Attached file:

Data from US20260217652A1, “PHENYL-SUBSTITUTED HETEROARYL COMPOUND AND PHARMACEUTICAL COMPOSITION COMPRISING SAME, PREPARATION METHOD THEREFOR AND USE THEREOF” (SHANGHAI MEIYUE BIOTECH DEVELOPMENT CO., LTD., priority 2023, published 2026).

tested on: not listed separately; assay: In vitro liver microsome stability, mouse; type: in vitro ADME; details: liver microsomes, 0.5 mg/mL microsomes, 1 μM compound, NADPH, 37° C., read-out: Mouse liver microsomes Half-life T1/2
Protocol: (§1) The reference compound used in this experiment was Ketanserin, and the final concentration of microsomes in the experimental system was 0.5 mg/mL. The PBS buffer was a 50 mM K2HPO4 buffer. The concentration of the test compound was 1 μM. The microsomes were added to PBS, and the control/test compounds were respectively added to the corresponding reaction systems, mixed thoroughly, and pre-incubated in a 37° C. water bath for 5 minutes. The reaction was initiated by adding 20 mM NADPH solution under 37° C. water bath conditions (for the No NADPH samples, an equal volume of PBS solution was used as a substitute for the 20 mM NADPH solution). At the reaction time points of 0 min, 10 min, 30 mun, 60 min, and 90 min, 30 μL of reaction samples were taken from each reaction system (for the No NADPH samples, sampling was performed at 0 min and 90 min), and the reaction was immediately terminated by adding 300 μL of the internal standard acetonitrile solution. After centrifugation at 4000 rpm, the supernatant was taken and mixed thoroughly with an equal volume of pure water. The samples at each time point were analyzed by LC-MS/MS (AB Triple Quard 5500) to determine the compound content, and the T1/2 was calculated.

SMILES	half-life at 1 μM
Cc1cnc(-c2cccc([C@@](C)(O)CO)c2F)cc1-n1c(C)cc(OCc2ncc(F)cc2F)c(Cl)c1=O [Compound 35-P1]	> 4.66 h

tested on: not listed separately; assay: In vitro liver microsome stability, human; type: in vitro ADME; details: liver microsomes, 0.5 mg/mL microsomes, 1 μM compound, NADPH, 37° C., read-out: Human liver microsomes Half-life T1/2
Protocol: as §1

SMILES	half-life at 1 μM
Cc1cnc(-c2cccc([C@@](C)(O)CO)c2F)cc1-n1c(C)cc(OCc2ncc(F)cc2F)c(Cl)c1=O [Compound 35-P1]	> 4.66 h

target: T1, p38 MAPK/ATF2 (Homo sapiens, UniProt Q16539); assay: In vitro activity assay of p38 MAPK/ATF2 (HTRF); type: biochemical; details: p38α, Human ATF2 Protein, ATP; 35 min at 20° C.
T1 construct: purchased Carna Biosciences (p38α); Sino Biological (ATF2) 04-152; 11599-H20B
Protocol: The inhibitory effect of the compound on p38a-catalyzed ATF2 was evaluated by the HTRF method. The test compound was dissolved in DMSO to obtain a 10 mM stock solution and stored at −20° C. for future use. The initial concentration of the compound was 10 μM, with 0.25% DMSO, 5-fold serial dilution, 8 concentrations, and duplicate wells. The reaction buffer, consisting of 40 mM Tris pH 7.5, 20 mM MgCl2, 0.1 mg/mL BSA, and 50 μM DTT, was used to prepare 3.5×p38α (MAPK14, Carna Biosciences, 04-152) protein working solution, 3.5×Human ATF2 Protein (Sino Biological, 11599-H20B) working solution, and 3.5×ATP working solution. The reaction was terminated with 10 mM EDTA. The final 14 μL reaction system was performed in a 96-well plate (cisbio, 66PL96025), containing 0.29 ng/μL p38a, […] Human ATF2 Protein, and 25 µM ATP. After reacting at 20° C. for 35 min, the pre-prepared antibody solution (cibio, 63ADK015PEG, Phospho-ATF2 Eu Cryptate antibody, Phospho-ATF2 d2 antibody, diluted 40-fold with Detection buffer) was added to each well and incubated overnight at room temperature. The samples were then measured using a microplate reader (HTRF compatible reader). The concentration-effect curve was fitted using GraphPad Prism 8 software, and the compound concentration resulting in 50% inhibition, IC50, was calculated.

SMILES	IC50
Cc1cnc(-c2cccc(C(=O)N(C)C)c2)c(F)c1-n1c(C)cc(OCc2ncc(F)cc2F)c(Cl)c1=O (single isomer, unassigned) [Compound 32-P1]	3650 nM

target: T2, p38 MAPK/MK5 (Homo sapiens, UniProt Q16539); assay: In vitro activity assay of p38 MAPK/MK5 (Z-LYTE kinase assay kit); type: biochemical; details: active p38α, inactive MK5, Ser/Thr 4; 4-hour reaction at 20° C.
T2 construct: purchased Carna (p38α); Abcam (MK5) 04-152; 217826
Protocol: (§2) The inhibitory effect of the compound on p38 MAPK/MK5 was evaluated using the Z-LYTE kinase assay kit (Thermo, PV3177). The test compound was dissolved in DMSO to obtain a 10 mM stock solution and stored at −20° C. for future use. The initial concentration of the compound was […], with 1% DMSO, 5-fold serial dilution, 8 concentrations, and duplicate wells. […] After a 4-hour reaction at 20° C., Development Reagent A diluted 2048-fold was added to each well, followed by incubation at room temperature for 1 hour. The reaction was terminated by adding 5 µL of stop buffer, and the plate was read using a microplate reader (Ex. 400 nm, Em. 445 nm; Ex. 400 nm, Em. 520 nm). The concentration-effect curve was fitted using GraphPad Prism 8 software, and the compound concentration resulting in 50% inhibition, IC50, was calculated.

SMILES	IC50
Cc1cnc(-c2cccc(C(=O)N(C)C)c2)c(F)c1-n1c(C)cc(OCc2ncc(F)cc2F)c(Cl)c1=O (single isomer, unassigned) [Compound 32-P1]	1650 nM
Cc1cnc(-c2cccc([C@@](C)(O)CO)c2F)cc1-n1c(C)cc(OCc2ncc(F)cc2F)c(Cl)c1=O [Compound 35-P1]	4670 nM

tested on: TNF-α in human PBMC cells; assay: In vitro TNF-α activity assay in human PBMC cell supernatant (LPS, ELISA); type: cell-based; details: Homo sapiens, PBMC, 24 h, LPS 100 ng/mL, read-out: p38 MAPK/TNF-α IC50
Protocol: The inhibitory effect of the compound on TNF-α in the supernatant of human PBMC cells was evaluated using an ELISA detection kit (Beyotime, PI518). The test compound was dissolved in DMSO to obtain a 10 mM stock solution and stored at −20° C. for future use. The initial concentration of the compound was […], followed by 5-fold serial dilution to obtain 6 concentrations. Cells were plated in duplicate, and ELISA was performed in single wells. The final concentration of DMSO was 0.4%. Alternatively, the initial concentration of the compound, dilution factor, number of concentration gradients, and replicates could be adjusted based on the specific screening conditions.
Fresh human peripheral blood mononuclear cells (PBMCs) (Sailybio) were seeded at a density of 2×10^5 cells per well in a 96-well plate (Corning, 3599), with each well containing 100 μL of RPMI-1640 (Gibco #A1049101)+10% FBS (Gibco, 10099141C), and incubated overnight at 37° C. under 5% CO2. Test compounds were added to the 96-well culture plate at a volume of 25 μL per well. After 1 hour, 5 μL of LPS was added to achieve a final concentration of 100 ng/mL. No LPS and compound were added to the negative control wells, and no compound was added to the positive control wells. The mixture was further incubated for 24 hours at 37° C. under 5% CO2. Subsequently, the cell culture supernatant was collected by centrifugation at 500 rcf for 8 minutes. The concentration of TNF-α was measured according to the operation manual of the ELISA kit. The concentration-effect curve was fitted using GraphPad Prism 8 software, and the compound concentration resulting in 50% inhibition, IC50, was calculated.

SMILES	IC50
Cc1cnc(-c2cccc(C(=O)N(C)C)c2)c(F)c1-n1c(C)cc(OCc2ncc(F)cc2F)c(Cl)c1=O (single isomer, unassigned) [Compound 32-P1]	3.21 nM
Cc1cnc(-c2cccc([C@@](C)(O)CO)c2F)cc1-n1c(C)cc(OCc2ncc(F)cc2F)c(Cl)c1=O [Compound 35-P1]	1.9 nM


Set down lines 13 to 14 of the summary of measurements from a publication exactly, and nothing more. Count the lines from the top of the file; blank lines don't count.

SMILES	IC50
Cc1cnc(-c2cccc(C(=O)N(C)C)c2)c(F)c1-n1c(C)cc(OCc2ncc(F)cc2F)c(Cl)c1=O (single isomer, unassigned) [Compound 32-P1]	3650 nM